Consider the huge impact of some general elections, above all that of 1945, which produced a Labour government committed to creating the Welfare State.
Today, by contrast, ever fewer people trouble to vote, especially in local and European elections. They feel a contempt for our political class, which seems utterly remote.
We have leaders so excited by plunging into foreign wars that they pay scant attention to the humbler hopes and fears of voters at home. Most people who care about British politics are appalled by the weakness of the current Coalition.
This could well be the shape of things to come, with the major parties repeatedly failing to secure absolute majorities at General Elections.
The result is that we get government at the speed of the slowest ship in the convoy. Most modern ministers of all parties have spent their entire adult lives in the fishbowl of politics and know nothing of real life as lived by the rest of us.
Britain's democratic process invites almost as much public cynicism as do those of Africa or Asia. Accountability seems chronically lacking.
The EU and its distant, all-powerful bureaucracies feeds more public disillusionment. Almost every day, decisions about our lives are being made without the consent of Parliament, and often against its wishes.
Lord Denning, an unusually wise judge, presciently wrote in 1974: 'The Treaty of Rome is like an incoming tide. It flows into the estuaries and up the rivers. It cannot be held back.'
He was quite right, but his bewigged successors today have plenty of their own crimes to answer for.
More and more unpopular and visibly unjust British law is made by the judiciary, often flagrantly over-riding the expressed wishes of voters and Parliament.
We are entitled to ask: why does no other country in Europe suffer as severely at the hands of its judges - for instance, in upholding the rights of terrorists and their sympathisers at the expense of public safety - as does Britain?
The judiciary displays a sorry combination of conceit and complacency. It has contributed substantially to the British people's mounting belief that, while they supposedly live in a democracy, they are denied their rightful voice in their own destinies.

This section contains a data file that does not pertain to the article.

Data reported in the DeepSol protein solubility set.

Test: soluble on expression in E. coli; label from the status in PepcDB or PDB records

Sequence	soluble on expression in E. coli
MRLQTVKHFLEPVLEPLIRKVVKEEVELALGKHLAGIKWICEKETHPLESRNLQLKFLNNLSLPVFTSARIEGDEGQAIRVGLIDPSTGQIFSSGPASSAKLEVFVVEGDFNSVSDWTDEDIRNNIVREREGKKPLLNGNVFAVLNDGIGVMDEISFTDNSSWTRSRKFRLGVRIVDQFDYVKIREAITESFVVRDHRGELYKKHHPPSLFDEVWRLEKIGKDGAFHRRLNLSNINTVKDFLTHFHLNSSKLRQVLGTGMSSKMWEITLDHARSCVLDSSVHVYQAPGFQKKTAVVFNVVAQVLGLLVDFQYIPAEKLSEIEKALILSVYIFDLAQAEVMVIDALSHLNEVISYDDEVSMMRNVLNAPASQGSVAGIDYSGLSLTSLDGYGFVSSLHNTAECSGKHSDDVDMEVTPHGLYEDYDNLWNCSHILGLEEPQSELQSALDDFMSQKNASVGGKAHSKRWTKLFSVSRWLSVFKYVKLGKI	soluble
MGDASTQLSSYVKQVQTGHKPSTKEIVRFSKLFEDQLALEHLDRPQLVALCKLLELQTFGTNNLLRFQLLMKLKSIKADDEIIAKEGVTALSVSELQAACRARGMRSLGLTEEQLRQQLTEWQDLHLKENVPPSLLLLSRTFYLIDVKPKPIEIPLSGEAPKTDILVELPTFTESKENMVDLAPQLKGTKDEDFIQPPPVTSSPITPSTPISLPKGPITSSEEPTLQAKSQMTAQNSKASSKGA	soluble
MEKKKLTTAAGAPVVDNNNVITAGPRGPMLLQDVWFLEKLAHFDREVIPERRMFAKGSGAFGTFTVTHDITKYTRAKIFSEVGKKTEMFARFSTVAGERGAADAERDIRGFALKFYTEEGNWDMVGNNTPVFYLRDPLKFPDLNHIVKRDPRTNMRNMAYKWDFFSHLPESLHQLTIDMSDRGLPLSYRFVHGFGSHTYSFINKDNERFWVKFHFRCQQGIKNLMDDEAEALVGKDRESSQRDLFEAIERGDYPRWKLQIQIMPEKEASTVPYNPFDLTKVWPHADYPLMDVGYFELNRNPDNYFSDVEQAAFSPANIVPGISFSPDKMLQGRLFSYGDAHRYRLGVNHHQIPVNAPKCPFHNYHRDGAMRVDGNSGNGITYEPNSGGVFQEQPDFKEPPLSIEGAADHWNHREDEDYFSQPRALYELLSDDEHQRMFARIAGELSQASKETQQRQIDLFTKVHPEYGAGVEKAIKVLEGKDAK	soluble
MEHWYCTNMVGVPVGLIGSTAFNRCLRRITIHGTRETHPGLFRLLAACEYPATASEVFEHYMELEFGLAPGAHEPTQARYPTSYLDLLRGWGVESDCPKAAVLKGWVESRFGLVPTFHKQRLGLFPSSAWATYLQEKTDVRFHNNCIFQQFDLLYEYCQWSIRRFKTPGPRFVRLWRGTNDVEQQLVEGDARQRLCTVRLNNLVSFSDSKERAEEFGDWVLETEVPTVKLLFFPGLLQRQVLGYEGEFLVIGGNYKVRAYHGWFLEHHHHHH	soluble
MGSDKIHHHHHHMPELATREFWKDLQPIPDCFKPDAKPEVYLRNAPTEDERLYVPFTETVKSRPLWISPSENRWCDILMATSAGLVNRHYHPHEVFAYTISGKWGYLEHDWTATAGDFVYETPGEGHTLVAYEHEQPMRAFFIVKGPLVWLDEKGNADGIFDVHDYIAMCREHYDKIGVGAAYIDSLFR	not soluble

It is another judge, Sir Brian Leveson, whose report last year into Press ethics threatens an unprecedented legislative assault on Press freedom, that vital pillar of democracy.
There are today some welcome signs that politicians are seeing the perils implicit in implementing Leveson's ill-considered recommendations. But it is dismaying to see judges repeatedly displaying their paucity of wisdom - the quality that, above all, we are entitled to expect from them.
Meanwhile, it remains true that democracy, for all its imperfections, is the least bad system of government to which mankind can submit.
But IF it is to function, we must be able to see some small correlation between what we think we have voted for and what sort of society we get.
Heroes of democracy: It is strange to think that less than a century ago, universal adult suffrage seemed a precious thing - finally granted to women only after World War I
The corruption of democracy in Africa, Asia and much of the Middle East places nations at the mercy of elected dictators.
In the U.S., Britain and much of the rest of Europe, we are instead threatened with chronically weak government, incapable of getting big, important things done to preserve our prosperity and even safety.
To restore voters' faith in democracy, we need also to restore that of our politicians. One of my favourite stories of Winston Churchill concerns a moment in 1942 when he was much troubled by the prospect of preparing and delivering a speech to the House of Commons about the war which at the time was going badly.
His chief of staff, General 'Pug' Ismay, said emolliently: 'Why don't you tell them all to go to hell, sir?' Churchill turned on him in a flash and said furiously: 'You must not say such things. I am the servant of the House.'
Who can imagine any modern British prime minister saying, far less believing, such a thing? Until we can restore to politics the legitimacy that can derive only from respect for its processes, democracy in Britain will remain in almost as sorry a condition as it is today across much of the rest of the world.
Even if someone was silly enough to buy Francis Fukuyama's book today, the euphoric vision it offered could invite only hollow laughter.